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A Secret Plaguing Black Men

When a black man confides in you, that is a gift you should cherish as gold.

Black men carry the weight of the world on their shoulders, so to speak about issues that weigh heavily on them is extremely difficult. Mental health for black men is almost looked at as a weakness if they seek help. It results in them turning to other outlets such as drugs, abuse, self-isolation, and suicide. Wouldn’t it be so much easier if we simply gave them that time to openly express their deepest reflections?

Actor Hosea Chancez, best known for his role as Malik Wright on the BET sitcom “The Game” portrayed the epitome of hyper-masculinity. His punch lines and extreme wit gave his character a remarkable storyline that not only made you love him but simply want to hug him knowing that he had a dark past with deep-rooted issues. He honestly has never been problematic, but today he came forward and spoke the truth about something that most black men probably debate internally with. He was molested by someone he trusted at the age of 14.

This is usually only spoken about from a female standpoint, so to see a powerful man come forth and speak about this massive issue takes such brawn. The outpour of positivity that I’ve seen in his post, which is an open letter to his fans giving explicit detail of this occurrence shapes certain instances in your own life that could’ve put you into a similar setting. The muddled truth of it all is that Black Men are seen as less than, for speaking on their traumas. That should end today!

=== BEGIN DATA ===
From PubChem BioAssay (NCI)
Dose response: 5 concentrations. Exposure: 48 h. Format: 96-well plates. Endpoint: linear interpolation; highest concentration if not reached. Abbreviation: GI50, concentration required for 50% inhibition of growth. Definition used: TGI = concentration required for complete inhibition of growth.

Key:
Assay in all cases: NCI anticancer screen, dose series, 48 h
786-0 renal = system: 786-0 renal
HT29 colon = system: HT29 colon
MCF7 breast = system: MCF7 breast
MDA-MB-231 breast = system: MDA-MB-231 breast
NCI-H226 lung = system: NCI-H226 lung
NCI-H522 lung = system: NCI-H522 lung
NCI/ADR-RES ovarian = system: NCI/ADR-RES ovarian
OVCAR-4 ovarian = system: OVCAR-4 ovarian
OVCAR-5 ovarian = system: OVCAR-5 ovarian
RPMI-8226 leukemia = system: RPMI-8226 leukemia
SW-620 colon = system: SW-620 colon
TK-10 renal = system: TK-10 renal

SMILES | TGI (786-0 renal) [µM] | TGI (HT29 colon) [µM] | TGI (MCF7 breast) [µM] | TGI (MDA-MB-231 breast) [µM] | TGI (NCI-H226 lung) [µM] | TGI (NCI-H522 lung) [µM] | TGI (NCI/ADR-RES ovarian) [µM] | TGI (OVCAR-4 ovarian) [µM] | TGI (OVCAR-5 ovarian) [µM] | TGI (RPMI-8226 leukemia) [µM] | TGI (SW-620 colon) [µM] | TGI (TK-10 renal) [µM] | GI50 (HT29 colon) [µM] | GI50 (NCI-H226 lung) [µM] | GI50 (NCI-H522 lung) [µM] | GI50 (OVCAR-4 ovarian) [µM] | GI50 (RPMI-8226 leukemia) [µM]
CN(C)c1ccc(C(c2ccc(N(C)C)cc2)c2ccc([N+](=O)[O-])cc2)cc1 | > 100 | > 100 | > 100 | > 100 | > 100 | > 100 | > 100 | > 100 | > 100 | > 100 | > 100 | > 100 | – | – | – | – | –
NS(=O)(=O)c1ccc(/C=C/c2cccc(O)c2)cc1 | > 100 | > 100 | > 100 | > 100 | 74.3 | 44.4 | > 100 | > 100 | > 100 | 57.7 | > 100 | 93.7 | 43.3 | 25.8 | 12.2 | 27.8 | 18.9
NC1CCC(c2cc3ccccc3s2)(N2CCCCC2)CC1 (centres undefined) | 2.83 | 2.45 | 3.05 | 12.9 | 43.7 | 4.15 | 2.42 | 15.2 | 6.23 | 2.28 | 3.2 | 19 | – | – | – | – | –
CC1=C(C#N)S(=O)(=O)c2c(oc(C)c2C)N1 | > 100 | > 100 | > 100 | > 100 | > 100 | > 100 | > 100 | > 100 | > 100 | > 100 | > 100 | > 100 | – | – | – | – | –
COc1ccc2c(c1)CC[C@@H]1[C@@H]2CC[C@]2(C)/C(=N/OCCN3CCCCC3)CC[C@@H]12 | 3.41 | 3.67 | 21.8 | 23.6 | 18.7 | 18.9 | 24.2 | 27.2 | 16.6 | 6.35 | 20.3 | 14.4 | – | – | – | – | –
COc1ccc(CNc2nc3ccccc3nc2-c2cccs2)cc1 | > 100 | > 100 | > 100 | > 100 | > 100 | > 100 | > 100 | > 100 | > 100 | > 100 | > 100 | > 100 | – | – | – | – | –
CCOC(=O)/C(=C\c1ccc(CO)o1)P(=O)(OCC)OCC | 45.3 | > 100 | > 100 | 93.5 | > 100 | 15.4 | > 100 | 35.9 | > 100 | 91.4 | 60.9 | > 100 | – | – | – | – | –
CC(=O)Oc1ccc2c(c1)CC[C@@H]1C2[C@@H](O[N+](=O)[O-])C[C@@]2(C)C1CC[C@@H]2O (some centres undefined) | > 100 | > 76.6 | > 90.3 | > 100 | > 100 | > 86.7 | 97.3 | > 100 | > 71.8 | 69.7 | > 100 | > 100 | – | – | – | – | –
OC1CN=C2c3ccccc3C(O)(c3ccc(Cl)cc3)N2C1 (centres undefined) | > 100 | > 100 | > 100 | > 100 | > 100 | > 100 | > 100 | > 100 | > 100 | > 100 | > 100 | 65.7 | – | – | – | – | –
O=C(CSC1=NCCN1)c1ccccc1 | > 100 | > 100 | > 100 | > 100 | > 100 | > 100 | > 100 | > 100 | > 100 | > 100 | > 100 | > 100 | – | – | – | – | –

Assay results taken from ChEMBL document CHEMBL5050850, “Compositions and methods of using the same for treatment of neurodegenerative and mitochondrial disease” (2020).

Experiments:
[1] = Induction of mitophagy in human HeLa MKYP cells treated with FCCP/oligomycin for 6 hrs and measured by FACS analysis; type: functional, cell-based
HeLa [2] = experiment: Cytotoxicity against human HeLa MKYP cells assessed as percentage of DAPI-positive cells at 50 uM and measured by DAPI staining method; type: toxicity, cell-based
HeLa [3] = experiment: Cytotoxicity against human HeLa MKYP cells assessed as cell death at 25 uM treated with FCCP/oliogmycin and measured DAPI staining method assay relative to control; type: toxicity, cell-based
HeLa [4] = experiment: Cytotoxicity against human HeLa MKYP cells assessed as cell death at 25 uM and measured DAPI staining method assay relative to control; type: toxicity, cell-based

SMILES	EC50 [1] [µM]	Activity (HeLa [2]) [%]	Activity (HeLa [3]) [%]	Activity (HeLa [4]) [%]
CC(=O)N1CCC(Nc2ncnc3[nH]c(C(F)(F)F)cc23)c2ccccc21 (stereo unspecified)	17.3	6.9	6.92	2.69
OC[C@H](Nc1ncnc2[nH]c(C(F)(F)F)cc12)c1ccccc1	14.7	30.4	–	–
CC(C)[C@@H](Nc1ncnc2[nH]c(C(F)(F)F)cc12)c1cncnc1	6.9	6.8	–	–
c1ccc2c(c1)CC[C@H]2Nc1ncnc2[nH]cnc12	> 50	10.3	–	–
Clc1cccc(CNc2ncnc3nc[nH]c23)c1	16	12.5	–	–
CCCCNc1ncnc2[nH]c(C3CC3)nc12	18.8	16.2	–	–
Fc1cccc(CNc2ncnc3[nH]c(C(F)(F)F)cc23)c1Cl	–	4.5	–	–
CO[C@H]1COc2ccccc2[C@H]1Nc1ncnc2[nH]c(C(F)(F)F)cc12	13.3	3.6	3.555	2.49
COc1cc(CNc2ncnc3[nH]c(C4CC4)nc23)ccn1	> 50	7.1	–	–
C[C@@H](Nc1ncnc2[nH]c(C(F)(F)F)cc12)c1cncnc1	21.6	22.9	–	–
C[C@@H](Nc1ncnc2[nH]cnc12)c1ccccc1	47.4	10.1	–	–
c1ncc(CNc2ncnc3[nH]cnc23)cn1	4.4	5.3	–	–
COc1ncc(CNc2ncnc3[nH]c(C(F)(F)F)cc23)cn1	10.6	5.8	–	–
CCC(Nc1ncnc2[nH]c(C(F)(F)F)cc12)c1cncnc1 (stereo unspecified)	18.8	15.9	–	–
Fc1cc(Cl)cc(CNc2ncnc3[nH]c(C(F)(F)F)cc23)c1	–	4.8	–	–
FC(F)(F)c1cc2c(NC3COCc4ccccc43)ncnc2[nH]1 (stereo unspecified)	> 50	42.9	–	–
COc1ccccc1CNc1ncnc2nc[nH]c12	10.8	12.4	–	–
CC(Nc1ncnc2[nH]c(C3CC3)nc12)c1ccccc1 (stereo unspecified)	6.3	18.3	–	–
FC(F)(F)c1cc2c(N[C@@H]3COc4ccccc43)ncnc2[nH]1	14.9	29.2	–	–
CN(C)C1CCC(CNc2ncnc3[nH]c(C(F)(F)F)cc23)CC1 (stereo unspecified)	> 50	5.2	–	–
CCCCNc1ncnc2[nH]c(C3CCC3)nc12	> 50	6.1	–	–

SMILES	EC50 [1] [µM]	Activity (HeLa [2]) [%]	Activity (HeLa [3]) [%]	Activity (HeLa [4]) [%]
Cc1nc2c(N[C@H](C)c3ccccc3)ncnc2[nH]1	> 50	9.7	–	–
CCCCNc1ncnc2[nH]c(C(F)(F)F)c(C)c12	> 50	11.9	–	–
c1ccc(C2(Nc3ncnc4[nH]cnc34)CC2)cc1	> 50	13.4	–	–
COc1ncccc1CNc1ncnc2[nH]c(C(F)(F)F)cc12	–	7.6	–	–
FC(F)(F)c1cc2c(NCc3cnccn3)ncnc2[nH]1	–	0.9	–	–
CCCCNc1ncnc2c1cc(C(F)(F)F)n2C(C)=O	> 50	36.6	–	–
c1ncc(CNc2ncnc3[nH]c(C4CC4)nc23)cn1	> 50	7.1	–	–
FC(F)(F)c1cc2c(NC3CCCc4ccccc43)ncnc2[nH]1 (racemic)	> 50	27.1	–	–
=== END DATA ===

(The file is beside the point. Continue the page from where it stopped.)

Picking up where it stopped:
Molestation generates from someone close. Disguised as a person that “you know you can always talk to, but it’s our secret.”. They groom you over time and test limitations to their advantage. In Chancez’s case, he didn’t have a father figure so his predator preyed on that. The tone to change these series of event is by making it okay for black boys/men or anyone for that matter to brazenly communicate with absence of penalty. 

Heartbreak isn’t a word simply reserved for the pain and despair of Black Women. The same support that we’ve given to Hosea needs to be spread respectively to our sons, brothers, and fathers. As a whole let us celebrate our Black Men! They need to be protected just as much as Black Women. Simply ask questions to open the floor for the venting that’s needed. It can begin a new age of Black Love & Trust.

If you or anyone that you know is or has endured sexual abuse and is seeking help contact 1-800-656-4673 the National Sexual Assault Hotline. Or if you know someone you can talk to please open up!

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Written by Winsley Melancon

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